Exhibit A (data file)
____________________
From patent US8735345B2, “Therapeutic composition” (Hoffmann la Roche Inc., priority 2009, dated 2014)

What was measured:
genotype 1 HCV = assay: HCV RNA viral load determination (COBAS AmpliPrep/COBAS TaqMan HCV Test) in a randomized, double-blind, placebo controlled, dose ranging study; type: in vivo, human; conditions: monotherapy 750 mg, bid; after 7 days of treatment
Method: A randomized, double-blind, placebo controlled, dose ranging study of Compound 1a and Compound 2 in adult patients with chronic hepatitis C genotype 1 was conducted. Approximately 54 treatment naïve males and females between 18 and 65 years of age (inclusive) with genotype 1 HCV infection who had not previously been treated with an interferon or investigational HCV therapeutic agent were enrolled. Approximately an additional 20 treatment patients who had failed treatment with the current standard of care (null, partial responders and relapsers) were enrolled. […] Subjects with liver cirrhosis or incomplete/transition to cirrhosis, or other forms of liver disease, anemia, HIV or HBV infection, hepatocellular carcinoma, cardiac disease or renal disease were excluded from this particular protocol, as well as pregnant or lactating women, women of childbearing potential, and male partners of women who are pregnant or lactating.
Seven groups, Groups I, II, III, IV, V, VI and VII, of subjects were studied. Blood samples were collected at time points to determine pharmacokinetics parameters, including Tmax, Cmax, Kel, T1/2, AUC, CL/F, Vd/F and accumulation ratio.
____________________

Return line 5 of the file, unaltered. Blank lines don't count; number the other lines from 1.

Seven groups, Groups I, II, III, IV, V, VI and VII, of subjects were studied. Blood samples were collected at time points to determine pharmacokinetics parameters, including Tmax, Cmax, Kel, T1/2, AUC, CL/F, Vd/F and accumulation ratio.